It is currently 23 Nov 2017, 04:48

Close

GMAT Club Daily Prep

Thank you for using the timer - this advanced tool can estimate your performance and suggest more practice questions. We have subscribed you to Daily Prep Questions via email.

Customized
for You

we will pick new questions that match your level based on your Timer History

Track
Your Progress

every week, we’ll send you an estimated GMAT score based on your performance

Practice
Pays

we will pick new questions that match your level based on your Timer History

Not interested in getting valuable practice questions and articles delivered to your email? No problem, unsubscribe here.

Close

Request Expert Reply

Confirm Cancel

Events & Promotions

Events & Promotions in June
Open Detailed Calendar

In economics, the concept of “propensity to consume” refers to the pro

  new topic post reply Question banks Downloads My Bookmarks Reviews Important topics  
Author Message
TAGS:

Hide Tags

Senior SC Moderator
User avatar
D
Joined: 14 Nov 2016
Posts: 1242

Kudos [?]: 1301 [0], given: 434

Location: Malaysia
GMAT ToolKit User Premium Member CAT Tests
In economics, the concept of “propensity to consume” refers to the pro [#permalink]

Show Tags

New post 10 Oct 2017, 05:51
1
This post was
BOOKMARKED
Question 1
00:00
A
B
C
D
E

Question Stats:

19% (02:58) correct 81% (02:46) wrong based on 108

HideShow timer Statistics

In economics, the concept of “propensity to consume” refers to the proportion of disposable income – income after taxes and transfers – that individuals spend on consumption. Marginal propensity to consume (MPC) is a related metric that quantifies induced consumption, the idea that as income increases a consumer’s consumption will also increase. MPC is the proportion of that additional income that an individual consumes; for example, if a household earns one extra dollar of disposable income, and the marginal propensity to consume is 0.65, then of that dollar, the household will spend 65 cents and save 35 cents.

In a standard Keynesian model, the MPC will be less than the average propensity to consume (APC) because in the short-run some (autonomous) consumption does not change with income. Short-term decreases in income do not lead to reductions in consumption, because people reduce savings to stabilize consumption. Over the long-run, as wealth and income rise, consumption also rises; the marginal propensity to consume out of long-run income is closer to the average propensity to consume.

Economists often distinguish between the marginal propensity to consume out of permanent income and the marginal propensity to consume out of temporary income, because if consumers expect a change in income to be permanent, then they have a greater incentive to increase their consumption. This implies that the Keynesian multiplier – the measure of that consumption’s impact on additional consumption in the marketplace – should be larger in response to permanent changes in income than it is in response to temporary changes in income (though the earliest Keynesian analyses ignored these subtleties). However, the distinction between permanent and temporary changes in income is often subtle in practice, and it is often quite difficult to designate a particular change in income as being permanent or temporary. What is more, the marginal propensity to consume should also be affected by factors such as the prevailing interest rate and the general level of consumer surplus that can be derived from purchasing.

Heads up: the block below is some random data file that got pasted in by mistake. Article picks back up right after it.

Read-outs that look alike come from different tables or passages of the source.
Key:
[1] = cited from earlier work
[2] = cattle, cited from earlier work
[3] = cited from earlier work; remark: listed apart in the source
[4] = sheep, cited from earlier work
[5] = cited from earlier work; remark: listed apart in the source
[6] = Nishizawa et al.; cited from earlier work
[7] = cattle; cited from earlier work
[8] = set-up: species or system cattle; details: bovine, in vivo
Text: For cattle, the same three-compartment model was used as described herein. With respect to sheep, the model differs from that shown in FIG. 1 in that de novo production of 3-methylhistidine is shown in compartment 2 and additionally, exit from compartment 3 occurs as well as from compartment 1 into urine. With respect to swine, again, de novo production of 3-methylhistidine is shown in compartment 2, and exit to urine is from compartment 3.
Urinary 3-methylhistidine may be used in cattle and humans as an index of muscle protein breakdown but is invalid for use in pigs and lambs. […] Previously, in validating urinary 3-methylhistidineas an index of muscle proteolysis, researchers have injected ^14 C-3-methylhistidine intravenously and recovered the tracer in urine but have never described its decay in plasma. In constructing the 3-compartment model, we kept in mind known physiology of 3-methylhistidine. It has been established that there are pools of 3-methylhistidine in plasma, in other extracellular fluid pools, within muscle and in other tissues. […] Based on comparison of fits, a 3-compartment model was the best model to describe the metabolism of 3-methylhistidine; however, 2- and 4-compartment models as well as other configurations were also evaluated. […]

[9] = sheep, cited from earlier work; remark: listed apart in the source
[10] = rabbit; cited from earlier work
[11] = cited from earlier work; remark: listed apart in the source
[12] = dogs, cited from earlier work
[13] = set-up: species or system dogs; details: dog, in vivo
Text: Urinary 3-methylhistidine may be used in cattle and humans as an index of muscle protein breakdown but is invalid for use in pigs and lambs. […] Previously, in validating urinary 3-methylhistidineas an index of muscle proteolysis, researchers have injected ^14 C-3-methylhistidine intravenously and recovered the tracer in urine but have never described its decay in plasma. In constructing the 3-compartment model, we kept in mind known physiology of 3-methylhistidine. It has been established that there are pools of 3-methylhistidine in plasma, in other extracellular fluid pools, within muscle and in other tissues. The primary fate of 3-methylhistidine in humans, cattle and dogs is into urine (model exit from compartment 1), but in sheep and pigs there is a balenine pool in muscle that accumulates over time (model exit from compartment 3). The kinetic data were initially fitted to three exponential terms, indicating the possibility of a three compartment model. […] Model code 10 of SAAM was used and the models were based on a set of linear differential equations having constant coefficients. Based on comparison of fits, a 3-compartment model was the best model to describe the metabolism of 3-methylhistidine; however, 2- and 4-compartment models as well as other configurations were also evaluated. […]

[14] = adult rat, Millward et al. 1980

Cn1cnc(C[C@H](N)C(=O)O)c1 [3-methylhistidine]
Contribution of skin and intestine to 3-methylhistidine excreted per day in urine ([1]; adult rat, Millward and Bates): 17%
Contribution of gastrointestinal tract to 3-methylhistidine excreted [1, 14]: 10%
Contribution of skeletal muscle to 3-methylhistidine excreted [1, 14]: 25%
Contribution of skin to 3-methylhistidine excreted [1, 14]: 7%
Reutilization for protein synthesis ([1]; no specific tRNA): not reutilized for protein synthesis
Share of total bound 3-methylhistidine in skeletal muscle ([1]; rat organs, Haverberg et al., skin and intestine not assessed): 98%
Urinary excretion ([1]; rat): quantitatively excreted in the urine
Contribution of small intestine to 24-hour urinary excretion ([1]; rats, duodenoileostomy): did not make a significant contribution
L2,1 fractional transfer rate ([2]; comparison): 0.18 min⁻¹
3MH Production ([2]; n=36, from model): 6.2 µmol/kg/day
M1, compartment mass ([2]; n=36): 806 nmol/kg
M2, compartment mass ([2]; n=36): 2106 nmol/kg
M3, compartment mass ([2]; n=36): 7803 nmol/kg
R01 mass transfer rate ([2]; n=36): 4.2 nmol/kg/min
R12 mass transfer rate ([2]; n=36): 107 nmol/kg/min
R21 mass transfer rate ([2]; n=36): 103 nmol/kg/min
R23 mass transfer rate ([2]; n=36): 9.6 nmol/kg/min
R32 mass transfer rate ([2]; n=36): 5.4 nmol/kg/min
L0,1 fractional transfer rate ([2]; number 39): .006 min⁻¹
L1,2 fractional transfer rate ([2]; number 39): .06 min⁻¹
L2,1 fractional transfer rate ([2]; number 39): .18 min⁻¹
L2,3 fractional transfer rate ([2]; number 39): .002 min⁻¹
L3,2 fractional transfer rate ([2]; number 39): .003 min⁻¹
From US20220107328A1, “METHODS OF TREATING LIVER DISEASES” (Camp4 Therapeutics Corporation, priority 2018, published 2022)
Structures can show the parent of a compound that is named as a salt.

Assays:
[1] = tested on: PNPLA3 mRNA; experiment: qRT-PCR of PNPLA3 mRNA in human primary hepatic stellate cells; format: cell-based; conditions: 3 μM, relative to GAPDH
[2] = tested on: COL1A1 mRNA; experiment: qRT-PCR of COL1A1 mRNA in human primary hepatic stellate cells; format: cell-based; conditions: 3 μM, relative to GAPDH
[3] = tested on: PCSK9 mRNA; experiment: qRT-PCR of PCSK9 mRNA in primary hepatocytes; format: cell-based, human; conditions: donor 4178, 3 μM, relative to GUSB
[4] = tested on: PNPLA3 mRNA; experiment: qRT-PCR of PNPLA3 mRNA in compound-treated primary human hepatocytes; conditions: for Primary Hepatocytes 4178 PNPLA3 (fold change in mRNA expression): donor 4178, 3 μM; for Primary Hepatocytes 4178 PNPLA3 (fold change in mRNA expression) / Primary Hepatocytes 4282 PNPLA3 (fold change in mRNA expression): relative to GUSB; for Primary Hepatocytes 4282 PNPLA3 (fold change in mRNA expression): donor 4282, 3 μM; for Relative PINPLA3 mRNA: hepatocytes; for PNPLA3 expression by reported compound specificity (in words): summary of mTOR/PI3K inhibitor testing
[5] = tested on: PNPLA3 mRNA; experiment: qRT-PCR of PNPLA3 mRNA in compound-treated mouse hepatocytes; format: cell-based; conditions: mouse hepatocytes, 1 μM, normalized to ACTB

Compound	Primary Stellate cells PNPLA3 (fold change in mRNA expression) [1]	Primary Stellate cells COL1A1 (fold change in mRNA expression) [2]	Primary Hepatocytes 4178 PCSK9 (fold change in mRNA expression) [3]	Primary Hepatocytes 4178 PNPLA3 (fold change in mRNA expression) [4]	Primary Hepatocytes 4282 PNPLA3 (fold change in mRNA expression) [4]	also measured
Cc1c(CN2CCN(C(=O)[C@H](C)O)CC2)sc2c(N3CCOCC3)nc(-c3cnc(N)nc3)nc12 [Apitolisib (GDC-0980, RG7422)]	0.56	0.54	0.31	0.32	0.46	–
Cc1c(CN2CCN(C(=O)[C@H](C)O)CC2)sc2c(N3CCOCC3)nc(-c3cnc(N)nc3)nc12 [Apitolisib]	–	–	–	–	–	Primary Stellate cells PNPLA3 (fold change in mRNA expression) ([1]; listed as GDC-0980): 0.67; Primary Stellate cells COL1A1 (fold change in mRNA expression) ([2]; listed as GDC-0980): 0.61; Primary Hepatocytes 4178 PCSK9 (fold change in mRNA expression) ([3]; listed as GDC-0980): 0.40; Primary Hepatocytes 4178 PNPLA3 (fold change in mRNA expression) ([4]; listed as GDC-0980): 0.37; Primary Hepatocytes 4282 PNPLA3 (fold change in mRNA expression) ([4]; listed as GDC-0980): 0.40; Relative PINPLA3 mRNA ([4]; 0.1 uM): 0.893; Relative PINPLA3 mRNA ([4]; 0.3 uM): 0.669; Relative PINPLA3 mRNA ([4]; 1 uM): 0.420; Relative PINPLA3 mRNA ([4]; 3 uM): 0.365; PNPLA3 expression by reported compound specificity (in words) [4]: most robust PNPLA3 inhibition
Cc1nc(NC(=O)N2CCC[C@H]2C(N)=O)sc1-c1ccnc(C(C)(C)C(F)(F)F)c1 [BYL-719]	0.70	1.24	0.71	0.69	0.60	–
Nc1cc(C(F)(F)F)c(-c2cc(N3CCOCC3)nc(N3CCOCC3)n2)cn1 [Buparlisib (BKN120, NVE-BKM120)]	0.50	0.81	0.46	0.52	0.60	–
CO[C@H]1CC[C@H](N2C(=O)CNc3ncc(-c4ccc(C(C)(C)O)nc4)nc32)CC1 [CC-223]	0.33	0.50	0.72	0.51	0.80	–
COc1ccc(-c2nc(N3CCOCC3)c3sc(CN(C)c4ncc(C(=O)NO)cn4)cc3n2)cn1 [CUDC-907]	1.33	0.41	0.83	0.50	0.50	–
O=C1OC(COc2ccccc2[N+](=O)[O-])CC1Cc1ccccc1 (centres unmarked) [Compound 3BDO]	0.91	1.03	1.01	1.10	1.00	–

[Reveal] Spoiler: OA&OE
C. In this Inference question, it can be inferred from the passage (in paragraph 2) that short-term decreases in income force people to increase their consumption relative to earnings, as you’re told that consumption does not decrease in the short-run. This, then would mean that the ratio of consumption to earnings goes up, therefore increasing MPC.

Question ID: 09960
1. According to the passage, it can be inferred that:

(A) When a household’s income increases, its marginal propensity to consume decreases.
(B) Most households cannot accurately delineate between permanent and temporary changes in income.
(C) Decreases in income generally lead to short-run increases in marginal propensity to consume.
(D) Early Keynesian analyses did not allow for a Keynesian multiplier for income changes with regard to marginal propensity to consume.
(E) In the short run, it is impossible for a household to have a negative marginal propensity to consume.

[Reveal] Spoiler: Question #1 OA

_________________

"Be challenged at EVERY MOMENT."

“Strength doesn’t come from what you can do. It comes from overcoming the things you once thought you couldn’t.”

"Each stage of the journey is crucial to attaining new heights of knowledge."

Rules for posting in verbal forum | Please DO NOT post short answer in your post!

Kudos [?]: 1301 [0], given: 434

Economist GMAT Tutor Discount CodesMath Revolution Discount CodesKaplan GMAT Prep Discount Codes
Senior Manager
Senior Manager
User avatar
S
Joined: 03 Apr 2013
Posts: 277

Kudos [?]: 44 [0], given: 856

GMAT ToolKit User
Re: In economics, the concept of “propensity to consume” refers to the pro [#permalink]

Show Tags

New post 25 Oct 2017, 04:54
Confused between B and C. I chose B, and I don't understand why B is wrong. I don't disagree with C though, but I don't know why B is wrong.
_________________